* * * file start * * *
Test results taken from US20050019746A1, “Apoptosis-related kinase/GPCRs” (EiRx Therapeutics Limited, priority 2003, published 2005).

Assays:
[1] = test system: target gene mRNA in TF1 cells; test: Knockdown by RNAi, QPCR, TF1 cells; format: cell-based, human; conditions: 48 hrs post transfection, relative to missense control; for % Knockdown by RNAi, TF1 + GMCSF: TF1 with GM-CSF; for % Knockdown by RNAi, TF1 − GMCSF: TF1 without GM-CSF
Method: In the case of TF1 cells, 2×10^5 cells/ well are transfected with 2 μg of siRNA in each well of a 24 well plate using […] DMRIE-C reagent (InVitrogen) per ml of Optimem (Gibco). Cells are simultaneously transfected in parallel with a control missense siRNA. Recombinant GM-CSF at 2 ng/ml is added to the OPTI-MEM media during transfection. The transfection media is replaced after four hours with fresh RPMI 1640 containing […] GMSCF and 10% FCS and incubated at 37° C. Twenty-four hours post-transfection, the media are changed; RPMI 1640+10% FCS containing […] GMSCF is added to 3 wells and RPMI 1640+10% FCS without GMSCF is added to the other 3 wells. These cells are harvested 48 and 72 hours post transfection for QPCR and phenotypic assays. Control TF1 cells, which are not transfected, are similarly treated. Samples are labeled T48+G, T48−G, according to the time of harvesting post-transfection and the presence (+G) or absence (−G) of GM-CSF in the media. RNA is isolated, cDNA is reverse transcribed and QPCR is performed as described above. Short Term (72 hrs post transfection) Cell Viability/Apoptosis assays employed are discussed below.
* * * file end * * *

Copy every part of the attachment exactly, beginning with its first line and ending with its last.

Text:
Test results taken from US20050019746A1, “Apoptosis-related kinase/GPCRs” (EiRx Therapeutics Limited, priority 2003, published 2005).

Assays:
[1] = test system: target gene mRNA in TF1 cells; test: Knockdown by RNAi, QPCR, TF1 cells; format: cell-based, human; conditions: 48 hrs post transfection, relative to missense control; for % Knockdown by RNAi, TF1 + GMCSF: TF1 with GM-CSF; for % Knockdown by RNAi, TF1 − GMCSF: TF1 without GM-CSF
Method: In the case of TF1 cells, 2×10^5 cells/ well are transfected with 2 μg of siRNA in each well of a 24 well plate using […] DMRIE-C reagent (InVitrogen) per ml of Optimem (Gibco). Cells are simultaneously transfected in parallel with a control missense siRNA. Recombinant GM-CSF at 2 ng/ml is added to the OPTI-MEM media during transfection. The transfection media is replaced after four hours with fresh RPMI 1640 containing […] GMSCF and 10% FCS and incubated at 37° C. Twenty-four hours post-transfection, the media are changed; RPMI 1640+10% FCS containing […] GMSCF is added to 3 wells and RPMI 1640+10% FCS without GMSCF is added to the other 3 wells. These cells are harvested 48 and 72 hours post transfection for QPCR and phenotypic assays. Control TF1 cells, which are not transfected, are similarly treated. Samples are labeled T48+G, T48−G, according to the time of harvesting post-transfection and the presence (+G) or absence (−G) of GM-CSF in the media. RNA is isolated, cDNA is reverse transcribed and QPCR is performed as described above. Short Term (72 hrs post transfection) Cell Viability/Apoptosis assays employed are discussed below.